I also tried embedding some truck tracks into the Polyurethane before it had a chance to set. This gave a permanent impression of big construction truck crawler tracks which looked cool. I also occasionally sprinkled small amounts of play-sand into the 'wet' Polyurethane before it set. This gave the terrain a rough, gravel type texture. This is similar to what Model Railroad folks do to make terrain textures. A common technique is to sprinkle ground foam onto wet paint for the same effect.
Finally to kind of smooth the transitions between the rock castings and the terrain I filled in the gaps with Tile Grout. Probably overkill but it was easy to work with and left a real gritty texture on the surface so I think it worked out pretty well. Again I just simply scooped out the Tile Grout and applied in around the rock castings making a point to cover any gaps. Wearing latex gloves I just smoothed and pushed the ground all around the edges as shown in the photo on the right. After the group was applied and obviously the Urethane too, I noticed a lot of brittle sharp edges throughout the landscape. These obviously would cause problems with a small child's fingers getting caught on them and possibly cutting themselves. So I took my Dremel tool with a right angle attachment and small sanding drum and went around the entire play set and ground down those edges. This further helped to blend in the rocks and base together.
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Tile grout used to fill in gaps between rock outcroppings and the terrain.
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Rocks shown here with tile grout applied and blended with terrain.
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A Dremel tool was used to grind down and smooth sharp edges.
Finishing and Weathering The Play Set
OK, now with everything covered with urethane, rocks added, gaps filled with tile grout and everything filed down smooth it was ready to paint. I wanted to first give the entire play set a base of tan or brown to represent the color one might see at a typical construction site. So I first washed the play set very well with warm water and soap. Then I spray painted the entire play set with automobile primer. After the primer I painted the play set with Rustoleum American Accents Satin Soft Wheat spray paint. Once the final coat of spray paint was applied the play set was really starting to look very realistic.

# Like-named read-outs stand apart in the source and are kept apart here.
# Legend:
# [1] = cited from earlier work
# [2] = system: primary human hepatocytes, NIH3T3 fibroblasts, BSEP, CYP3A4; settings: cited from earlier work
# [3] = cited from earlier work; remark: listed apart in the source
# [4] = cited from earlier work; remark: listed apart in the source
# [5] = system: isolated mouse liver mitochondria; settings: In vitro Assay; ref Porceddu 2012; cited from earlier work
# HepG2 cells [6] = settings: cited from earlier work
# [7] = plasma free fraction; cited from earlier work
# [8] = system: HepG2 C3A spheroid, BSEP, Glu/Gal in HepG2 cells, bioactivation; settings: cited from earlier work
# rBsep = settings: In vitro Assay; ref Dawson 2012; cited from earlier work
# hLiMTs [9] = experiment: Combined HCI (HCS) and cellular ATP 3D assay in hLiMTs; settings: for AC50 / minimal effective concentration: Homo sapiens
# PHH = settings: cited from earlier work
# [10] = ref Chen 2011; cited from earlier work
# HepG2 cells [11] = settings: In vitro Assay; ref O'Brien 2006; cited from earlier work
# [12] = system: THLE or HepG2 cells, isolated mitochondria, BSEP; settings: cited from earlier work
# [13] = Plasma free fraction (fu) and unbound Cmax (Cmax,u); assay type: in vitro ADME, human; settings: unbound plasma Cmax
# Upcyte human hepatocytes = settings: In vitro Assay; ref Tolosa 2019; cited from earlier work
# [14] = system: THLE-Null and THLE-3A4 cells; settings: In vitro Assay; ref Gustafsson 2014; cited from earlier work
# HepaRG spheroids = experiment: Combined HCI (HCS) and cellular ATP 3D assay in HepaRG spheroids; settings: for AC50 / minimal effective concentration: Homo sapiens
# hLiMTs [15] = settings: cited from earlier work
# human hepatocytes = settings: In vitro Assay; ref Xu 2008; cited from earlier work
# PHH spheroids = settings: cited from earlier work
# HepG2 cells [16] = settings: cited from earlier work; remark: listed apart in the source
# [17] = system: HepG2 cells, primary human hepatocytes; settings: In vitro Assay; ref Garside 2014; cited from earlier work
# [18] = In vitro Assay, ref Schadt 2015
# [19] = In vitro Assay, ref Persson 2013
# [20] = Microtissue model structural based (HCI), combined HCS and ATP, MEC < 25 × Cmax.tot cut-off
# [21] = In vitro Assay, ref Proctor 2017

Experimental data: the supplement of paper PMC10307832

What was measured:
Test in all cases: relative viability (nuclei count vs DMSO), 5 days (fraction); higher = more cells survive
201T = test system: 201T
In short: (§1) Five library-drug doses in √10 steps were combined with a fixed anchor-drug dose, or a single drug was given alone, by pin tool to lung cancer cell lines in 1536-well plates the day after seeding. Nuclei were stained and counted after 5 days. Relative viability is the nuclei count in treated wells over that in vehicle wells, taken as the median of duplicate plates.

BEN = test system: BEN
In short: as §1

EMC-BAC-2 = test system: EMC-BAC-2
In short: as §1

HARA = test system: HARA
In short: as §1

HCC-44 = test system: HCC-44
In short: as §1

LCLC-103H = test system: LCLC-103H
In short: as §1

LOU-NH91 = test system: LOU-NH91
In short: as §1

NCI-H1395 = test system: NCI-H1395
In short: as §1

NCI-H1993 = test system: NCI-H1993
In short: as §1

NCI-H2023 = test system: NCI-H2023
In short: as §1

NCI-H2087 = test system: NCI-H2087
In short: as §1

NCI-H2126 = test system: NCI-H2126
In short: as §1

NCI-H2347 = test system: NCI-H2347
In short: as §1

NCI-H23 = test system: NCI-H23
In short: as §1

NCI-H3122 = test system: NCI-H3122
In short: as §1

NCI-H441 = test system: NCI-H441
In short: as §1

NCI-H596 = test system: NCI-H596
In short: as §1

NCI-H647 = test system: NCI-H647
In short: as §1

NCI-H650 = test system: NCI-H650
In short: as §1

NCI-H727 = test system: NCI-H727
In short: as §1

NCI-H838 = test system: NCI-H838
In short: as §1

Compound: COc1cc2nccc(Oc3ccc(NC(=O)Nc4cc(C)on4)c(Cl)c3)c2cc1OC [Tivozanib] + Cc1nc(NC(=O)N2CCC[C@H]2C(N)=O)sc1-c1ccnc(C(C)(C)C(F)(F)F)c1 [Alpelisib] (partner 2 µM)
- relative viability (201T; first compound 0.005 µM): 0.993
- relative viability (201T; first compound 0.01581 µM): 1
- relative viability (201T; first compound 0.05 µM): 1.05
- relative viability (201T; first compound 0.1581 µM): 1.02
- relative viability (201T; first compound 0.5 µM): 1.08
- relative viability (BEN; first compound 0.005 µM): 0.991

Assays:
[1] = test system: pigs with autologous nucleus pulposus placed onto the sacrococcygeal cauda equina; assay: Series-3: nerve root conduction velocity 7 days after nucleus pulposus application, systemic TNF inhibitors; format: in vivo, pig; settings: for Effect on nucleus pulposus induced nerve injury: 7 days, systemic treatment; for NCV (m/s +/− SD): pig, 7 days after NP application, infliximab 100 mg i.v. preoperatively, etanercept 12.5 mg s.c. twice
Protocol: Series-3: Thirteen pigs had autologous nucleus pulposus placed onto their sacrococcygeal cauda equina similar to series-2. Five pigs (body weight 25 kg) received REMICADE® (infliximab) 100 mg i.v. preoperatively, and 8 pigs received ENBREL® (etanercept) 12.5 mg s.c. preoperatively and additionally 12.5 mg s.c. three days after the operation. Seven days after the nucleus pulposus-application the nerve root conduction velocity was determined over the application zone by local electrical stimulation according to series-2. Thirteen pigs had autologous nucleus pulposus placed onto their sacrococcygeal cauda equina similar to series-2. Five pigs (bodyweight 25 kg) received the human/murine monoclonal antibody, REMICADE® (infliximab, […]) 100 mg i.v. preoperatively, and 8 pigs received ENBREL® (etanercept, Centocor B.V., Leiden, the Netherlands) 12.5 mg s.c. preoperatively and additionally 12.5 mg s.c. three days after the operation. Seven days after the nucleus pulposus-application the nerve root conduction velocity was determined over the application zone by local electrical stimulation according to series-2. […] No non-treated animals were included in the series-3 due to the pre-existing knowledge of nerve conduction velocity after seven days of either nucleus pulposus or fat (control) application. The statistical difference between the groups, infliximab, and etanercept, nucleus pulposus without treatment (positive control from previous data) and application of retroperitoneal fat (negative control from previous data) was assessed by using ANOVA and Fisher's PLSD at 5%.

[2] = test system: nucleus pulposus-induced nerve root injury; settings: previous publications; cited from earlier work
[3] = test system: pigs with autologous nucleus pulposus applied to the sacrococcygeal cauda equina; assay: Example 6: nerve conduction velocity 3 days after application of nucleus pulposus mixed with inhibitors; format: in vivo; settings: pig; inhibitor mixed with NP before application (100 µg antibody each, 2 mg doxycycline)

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American Accents Satin 'Soft Wheat' spray paint.
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Primed and ready for painting.
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Completely top coated with spray paint.
Once the entire set of painted I felt it looked pretty good, but it could use some accents or highlights to emphasize the rocks and some weathering one might see. The mono-tone color of the play set just didn't seem to make the terrain stick out very much. So I borrow some techniques from doing Model Railroad scenery and began highlighting the rocks. I painted a light grey color on the surface of all exposed rock outcroppings. I also added some burnt umber and some subtle shades of various brown, tan and red acrylic pains I had lying around. I really didn't have much rhyme or reason to what I was doing. Just kind of used a thick brush, dabbed it in what ever color looked good and stippled it onto the play set surface. Kind of half dry brush technique and stippling. Once that was dry I then high lighted (dry-brushed) the rock surfaces with a white paint. This gave the rock's raised surfaces some depth and helped them stand out from the rest of the surface. Finally I dabbed a small foam brush in a diluted India Ink wash (combination of India Ink and Isopropyl Alcohol) and just coated the whole thing in the stuff. I allowed the wash to run down groves as rest in the valleys. This create a muted effect allowing the colors to blend better and look a bit weathered. It was nice how the wash also settled into the crawler track impressions I made earlier really making the entire play set look dirty, grimy and grungy. Just like it should! Below is a photo of the final result.
The completed play set; painted and weathered.
Wheeled Cart Construction 
The play set insert itself was certainly the most difficult and complex part of the project. However with that done, it was clear I now needed something to put the play set in. Just having the play set box lying on the floor was OK, but something like a table or platform it could sit on or in would be much better. It would need to be an appropriate height for a 3 year old however and also be kind of fun.